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Grow what you need to make the best homemade pizza

“Are you the gal who left the free tomatoes outside your gate last week?”

My “Free – help yourself,” sign last summer had invited everyone to take home gorgeous, fresh tomatoes, and I thought the man was stopping by to thank me.

While growing tomatoes is the first step to making the perfect homegrown pizza, I grew too many last year and I was happy someone had noticed my generosity.

“I just wanted you to know they were the worst tomatoes I’ve ever eaten,” the man continued.

I was crushed.

The tomatoes I shared were pretty, but the man was right. They were tough and tasteless. If you want to grow the best pizza, don’t make the same mistake I did. Instead of dedicating space to growing tasteless or watery fruit, order seed now and grow your own sugar-packed paste tomatoes.

Step 1: If you missed planting garlic outdoors last fall, plant it indoors in March or outdoors this April when it starts sprouting at the organic grocery stores. Tuck garlic cloves pointy side up between your flowers or in pots on your patio. Garlic is harvested in July, and the heads last all winter on the counter with no special treatment.

To use in pizza, trim the pointy tips off a full garlic head, drizzle with olive oil and bake in foil in a 350-degree oven while you start making dough. After half an hour of baking, squeeze the warm garlic gloves from the head onto your raised and rolled crust.

Step 2: Order seed now for quick-growing, great-tasting paste tomatoes, such as the “Juliet” variety, and start growing them indoors in mid-March. Move the small plants outside in spring and toss the whole fruits as-is into bags in the freezer when ripe. Between harvests, pull out and slice two or three partially thawed paste tomatoes for your pizza. I lay the papery slices directly on the dough and don’t bother making tomato sauce. It is so unnecessary.

Step 3: Look in the Fridge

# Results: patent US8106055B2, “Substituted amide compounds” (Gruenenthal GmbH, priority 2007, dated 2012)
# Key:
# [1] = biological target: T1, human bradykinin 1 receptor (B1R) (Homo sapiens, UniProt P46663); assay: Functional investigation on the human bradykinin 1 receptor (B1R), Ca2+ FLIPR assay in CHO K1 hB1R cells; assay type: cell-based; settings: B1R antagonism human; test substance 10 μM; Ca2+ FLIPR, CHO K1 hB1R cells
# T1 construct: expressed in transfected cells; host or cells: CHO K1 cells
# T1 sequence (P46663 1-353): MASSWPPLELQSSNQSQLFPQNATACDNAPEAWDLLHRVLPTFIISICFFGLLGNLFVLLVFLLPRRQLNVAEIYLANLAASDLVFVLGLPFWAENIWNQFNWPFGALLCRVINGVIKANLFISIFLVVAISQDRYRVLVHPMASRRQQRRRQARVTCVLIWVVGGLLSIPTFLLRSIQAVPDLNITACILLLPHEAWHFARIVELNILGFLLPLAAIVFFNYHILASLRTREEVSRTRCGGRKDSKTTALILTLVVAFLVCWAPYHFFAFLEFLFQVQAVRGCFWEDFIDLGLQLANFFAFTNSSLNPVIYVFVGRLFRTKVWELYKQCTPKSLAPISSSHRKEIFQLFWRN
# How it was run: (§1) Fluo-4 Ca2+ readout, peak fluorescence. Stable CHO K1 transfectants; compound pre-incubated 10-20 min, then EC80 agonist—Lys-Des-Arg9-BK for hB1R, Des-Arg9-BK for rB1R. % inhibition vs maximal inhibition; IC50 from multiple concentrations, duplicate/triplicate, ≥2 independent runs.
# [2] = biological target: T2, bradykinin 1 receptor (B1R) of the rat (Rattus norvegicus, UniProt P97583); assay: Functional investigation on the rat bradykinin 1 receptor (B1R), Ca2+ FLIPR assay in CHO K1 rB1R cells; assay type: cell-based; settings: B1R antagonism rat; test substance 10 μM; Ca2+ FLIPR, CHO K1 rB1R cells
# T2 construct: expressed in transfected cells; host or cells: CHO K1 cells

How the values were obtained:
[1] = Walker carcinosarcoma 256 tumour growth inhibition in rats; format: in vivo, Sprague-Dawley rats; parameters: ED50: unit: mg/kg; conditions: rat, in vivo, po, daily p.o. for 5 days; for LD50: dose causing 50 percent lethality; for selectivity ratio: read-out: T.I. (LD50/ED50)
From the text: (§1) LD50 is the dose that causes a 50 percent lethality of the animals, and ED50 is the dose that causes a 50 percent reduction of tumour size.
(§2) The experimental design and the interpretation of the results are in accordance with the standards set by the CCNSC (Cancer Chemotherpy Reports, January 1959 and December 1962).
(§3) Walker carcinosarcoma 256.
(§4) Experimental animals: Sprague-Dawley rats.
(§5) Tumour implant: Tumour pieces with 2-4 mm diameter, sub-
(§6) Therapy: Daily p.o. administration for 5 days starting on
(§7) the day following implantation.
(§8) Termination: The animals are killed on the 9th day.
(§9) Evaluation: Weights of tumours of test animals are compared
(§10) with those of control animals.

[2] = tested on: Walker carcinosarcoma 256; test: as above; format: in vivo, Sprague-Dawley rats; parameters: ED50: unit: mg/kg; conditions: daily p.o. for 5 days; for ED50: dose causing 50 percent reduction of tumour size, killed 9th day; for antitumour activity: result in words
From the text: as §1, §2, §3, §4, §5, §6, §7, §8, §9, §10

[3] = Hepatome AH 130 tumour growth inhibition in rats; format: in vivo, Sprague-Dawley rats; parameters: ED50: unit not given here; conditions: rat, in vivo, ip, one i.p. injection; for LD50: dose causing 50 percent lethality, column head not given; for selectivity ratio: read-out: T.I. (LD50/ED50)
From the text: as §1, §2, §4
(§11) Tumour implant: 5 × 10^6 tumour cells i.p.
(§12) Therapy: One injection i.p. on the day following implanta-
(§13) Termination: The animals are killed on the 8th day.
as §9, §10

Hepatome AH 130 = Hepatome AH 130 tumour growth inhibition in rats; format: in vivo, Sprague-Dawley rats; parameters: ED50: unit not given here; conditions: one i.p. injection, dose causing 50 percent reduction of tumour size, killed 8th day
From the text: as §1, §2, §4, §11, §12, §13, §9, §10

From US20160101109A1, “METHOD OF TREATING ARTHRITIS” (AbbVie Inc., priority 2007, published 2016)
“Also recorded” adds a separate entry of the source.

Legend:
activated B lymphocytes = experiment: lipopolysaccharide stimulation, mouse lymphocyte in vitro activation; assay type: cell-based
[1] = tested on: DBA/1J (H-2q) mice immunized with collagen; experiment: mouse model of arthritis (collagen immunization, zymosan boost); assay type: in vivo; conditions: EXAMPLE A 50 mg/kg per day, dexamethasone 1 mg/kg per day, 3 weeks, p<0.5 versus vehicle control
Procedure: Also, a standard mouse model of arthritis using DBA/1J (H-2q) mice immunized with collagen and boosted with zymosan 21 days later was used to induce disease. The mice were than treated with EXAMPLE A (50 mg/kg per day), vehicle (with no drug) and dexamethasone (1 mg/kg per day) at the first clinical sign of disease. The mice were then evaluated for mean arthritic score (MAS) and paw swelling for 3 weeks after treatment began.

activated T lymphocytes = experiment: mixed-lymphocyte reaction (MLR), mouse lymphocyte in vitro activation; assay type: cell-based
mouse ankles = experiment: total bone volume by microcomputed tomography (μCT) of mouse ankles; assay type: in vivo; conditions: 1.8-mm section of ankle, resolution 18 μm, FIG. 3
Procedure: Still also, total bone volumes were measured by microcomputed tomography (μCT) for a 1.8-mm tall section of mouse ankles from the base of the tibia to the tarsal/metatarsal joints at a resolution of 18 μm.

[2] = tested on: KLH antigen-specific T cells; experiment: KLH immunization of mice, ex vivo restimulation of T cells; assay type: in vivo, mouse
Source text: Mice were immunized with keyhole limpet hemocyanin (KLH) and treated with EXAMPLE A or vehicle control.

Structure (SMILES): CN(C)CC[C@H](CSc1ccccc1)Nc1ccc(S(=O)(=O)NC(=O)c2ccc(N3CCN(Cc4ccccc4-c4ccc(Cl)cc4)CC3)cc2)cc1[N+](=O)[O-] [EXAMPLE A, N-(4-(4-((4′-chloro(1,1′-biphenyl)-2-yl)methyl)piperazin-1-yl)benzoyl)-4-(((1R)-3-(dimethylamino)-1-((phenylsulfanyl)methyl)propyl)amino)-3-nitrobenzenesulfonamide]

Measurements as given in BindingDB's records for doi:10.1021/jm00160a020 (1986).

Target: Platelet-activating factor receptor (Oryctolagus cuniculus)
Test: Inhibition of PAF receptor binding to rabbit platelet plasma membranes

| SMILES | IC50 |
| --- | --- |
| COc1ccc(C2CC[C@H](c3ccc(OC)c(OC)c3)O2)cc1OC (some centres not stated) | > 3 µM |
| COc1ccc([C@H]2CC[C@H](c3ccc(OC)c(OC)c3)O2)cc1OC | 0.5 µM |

Odds and sods of leftover cheese add salty goodness to pizza. I found smoked gouda, aged parmesan and intensely flavoured blue cheese in my fridge. I also found a leftover hamburger and crumbled that on the pie.

Step 4: Nutritious Filler
I top my pizza with a generous handful of spicy “wild” arugula. Right now, I’m growing arugula indoors under lights. Even in the tiniest apartment, there is room for a shelf and a grow light for greens, and this crop is ready from seed in eight days. In April, I seed arugula directly outdoors, repeating the seeding process monthly, so I always have a fresh pot or patch to harvest.

Step 5: Tasty Herbs
In the summer, I clip rosemary and chop the fresh leaves finely. Rosemary loves a sunny patio pot outdoors in May, but doesn’t tolerate fall frost.
Today, I use fall-harvested rosemary dried on paper towels and stored in a jar in the cupboard.

Step 6: After baking the pizza in a hot oven on a special pizza stone (no outdoor pizza oven yet), I sprinkle the pie with a chopped handful of homegrown microgreen basil. It takes a month or so to grow fresh basil under lights, but the flavour is intense.

Summary: The tomatoes the man complained about were very pretty, but sadly, tasteless. I paid a premium for the hybrid “Hamlet” seed, but the flavour just wasn’t great. Today, I prefer growing drier paste tomatoes like “Juliet” because the large, beefsteak types are usually too wet and sloppy for pizza.
If you want to grow your own pizza, I suggest you grow your own garlic, paste tomatoes, arugula and herbs. Unless you have a cow, you’ll probably have to buy the cheese and meat.
Dough is easily made by hand or in a Vitamix machine in under a minute. So, what are you waiting for?

Donna Balzer’s latest book is “Three Year Gardener’s Gratitude Journal: Part Diary, Part Personal Growing Guide.” For more information about gardening in Calgary, visit donnabalzer.com.